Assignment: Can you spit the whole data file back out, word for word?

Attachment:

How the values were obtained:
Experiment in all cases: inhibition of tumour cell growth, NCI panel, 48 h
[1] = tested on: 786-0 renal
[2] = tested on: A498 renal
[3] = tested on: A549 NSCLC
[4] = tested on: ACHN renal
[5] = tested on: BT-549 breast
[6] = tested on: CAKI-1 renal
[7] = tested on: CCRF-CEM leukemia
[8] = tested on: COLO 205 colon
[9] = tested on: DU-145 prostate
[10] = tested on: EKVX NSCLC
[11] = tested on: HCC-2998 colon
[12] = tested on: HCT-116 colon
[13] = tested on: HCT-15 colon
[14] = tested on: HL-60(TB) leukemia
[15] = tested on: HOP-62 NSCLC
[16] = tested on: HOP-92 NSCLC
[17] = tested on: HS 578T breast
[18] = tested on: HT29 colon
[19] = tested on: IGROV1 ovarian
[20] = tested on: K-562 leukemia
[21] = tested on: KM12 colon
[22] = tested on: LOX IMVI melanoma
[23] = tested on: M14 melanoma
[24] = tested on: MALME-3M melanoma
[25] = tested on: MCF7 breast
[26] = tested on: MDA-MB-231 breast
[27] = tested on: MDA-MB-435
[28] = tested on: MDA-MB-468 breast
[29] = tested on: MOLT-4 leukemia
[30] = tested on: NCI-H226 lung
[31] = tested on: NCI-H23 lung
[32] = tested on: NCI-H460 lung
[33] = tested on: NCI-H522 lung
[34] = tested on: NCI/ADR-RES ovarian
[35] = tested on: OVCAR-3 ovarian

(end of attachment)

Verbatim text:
How the values were obtained:
Experiment in all cases: inhibition of tumour cell growth, NCI panel, 48 h
[1] = tested on: 786-0 renal
[2] = tested on: A498 renal
[3] = tested on: A549 NSCLC
[4] = tested on: ACHN renal
[5] = tested on: BT-549 breast
[6] = tested on: CAKI-1 renal
[7] = tested on: CCRF-CEM leukemia
[8] = tested on: COLO 205 colon
[9] = tested on: DU-145 prostate
[10] = tested on: EKVX NSCLC
[11] = tested on: HCC-2998 colon
[12] = tested on: HCT-116 colon
[13] = tested on: HCT-15 colon
[14] = tested on: HL-60(TB) leukemia
[15] = tested on: HOP-62 NSCLC
[16] = tested on: HOP-92 NSCLC
[17] = tested on: HS 578T breast
[18] = tested on: HT29 colon
[19] = tested on: IGROV1 ovarian
[20] = tested on: K-562 leukemia
[21] = tested on: KM12 colon
[22] = tested on: LOX IMVI melanoma
[23] = tested on: M14 melanoma
[24] = tested on: MALME-3M melanoma
[25] = tested on: MCF7 breast
[26] = tested on: MDA-MB-231 breast
[27] = tested on: MDA-MB-435
[28] = tested on: MDA-MB-468 breast
[29] = tested on: MOLT-4 leukemia
[30] = tested on: NCI-H226 lung
[31] = tested on: NCI-H23 lung
[32] = tested on: NCI-H460 lung
[33] = tested on: NCI-H522 lung
[34] = tested on: NCI/ADR-RES ovarian
[35] = tested on: OVCAR-3 ovarian